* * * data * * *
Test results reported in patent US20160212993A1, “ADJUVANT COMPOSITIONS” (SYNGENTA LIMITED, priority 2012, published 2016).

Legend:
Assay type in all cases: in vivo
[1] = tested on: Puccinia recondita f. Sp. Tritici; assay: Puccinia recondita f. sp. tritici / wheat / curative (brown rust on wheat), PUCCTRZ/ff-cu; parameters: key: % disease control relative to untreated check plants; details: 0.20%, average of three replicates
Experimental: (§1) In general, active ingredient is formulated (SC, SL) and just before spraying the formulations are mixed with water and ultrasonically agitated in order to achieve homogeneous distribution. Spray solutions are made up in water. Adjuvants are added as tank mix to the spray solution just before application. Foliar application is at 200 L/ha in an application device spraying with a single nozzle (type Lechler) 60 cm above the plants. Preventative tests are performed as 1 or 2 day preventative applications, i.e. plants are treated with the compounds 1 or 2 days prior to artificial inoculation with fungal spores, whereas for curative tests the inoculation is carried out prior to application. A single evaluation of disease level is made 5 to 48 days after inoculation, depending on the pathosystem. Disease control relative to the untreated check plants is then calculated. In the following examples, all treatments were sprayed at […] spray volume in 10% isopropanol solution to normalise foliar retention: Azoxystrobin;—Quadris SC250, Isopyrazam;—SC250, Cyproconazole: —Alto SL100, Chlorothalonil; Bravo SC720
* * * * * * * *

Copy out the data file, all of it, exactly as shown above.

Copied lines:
Test results reported in patent US20160212993A1, “ADJUVANT COMPOSITIONS” (SYNGENTA LIMITED, priority 2012, published 2016).

Legend:
Assay type in all cases: in vivo
[1] = tested on: Puccinia recondita f. Sp. Tritici; assay: Puccinia recondita f. sp. tritici / wheat / curative (brown rust on wheat), PUCCTRZ/ff-cu; parameters: key: % disease control relative to untreated check plants; details: 0.20%, average of three replicates
Experimental: (§1) In general, active ingredient is formulated (SC, SL) and just before spraying the formulations are mixed with water and ultrasonically agitated in order to achieve homogeneous distribution. Spray solutions are made up in water. Adjuvants are added as tank mix to the spray solution just before application. Foliar application is at 200 L/ha in an application device spraying with a single nozzle (type Lechler) 60 cm above the plants. Preventative tests are performed as 1 or 2 day preventative applications, i.e. plants are treated with the compounds 1 or 2 days prior to artificial inoculation with fungal spores, whereas for curative tests the inoculation is carried out prior to application. A single evaluation of disease level is made 5 to 48 days after inoculation, depending on the pathosystem. Disease control relative to the untreated check plants is then calculated. In the following examples, all treatments were sprayed at […] spray volume in 10% isopropanol solution to normalise foliar retention: Azoxystrobin;—Quadris SC250, Isopyrazam;—SC250, Cyproconazole: —Alto SL100, Chlorothalonil; Bravo SC720